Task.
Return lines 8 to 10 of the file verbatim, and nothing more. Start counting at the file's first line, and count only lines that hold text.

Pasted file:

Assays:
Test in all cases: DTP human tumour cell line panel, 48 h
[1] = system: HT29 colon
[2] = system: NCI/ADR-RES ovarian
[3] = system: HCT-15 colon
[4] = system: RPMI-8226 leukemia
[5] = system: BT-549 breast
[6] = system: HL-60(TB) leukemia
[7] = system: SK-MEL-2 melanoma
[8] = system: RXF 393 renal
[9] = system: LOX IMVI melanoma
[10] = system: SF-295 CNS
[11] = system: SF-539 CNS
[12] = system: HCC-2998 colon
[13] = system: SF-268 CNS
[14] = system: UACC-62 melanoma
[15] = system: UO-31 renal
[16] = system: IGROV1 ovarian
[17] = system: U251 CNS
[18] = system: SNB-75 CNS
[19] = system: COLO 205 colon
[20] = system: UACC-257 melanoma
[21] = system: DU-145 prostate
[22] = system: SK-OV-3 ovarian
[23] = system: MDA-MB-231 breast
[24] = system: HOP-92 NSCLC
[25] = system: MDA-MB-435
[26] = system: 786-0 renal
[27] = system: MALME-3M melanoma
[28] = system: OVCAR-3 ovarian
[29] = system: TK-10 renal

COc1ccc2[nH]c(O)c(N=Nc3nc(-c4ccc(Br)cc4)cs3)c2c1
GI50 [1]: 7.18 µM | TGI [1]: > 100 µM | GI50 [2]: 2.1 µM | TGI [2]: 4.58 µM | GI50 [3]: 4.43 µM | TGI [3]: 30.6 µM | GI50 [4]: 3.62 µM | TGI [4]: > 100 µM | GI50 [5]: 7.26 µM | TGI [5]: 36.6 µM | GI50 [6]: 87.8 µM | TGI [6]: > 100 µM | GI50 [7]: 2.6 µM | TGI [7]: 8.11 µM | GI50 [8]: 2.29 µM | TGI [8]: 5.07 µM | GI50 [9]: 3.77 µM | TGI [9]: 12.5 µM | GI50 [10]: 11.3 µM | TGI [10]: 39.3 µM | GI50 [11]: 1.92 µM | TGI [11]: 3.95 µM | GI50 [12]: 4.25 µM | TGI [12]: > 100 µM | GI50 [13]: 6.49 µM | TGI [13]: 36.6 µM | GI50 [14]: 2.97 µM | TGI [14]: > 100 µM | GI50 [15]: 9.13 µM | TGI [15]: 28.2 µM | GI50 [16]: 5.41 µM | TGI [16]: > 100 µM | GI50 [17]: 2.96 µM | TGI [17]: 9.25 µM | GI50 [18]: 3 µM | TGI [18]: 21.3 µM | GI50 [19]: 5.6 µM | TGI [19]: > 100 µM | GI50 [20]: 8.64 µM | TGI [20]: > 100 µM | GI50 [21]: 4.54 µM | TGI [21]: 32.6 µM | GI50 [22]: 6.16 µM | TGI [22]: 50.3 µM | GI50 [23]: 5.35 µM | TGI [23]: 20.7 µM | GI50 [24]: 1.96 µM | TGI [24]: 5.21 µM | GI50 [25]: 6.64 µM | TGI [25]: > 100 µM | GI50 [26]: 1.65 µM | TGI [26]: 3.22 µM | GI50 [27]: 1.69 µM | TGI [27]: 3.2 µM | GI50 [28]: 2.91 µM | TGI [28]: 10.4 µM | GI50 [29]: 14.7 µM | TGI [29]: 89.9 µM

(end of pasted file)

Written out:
[6] = system: HL-60(TB) leukemia
[7] = system: SK-MEL-2 melanoma
[8] = system: RXF 393 renal